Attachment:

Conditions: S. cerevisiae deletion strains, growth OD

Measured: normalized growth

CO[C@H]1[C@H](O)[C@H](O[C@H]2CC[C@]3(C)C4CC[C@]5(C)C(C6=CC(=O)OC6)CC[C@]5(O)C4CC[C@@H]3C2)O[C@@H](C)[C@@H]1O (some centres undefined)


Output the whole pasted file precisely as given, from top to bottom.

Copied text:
Conditions: S. cerevisiae deletion strains, growth OD

Measured: normalized growth

CO[C@H]1[C@H](O)[C@H](O[C@H]2CC[C@]3(C)C4CC[C@]5(C)C(C6=CC(=O)OC6)CC[C@]5(O)C4CC[C@@H]3C2)O[C@@H](C)[C@@H]1O (some centres undefined)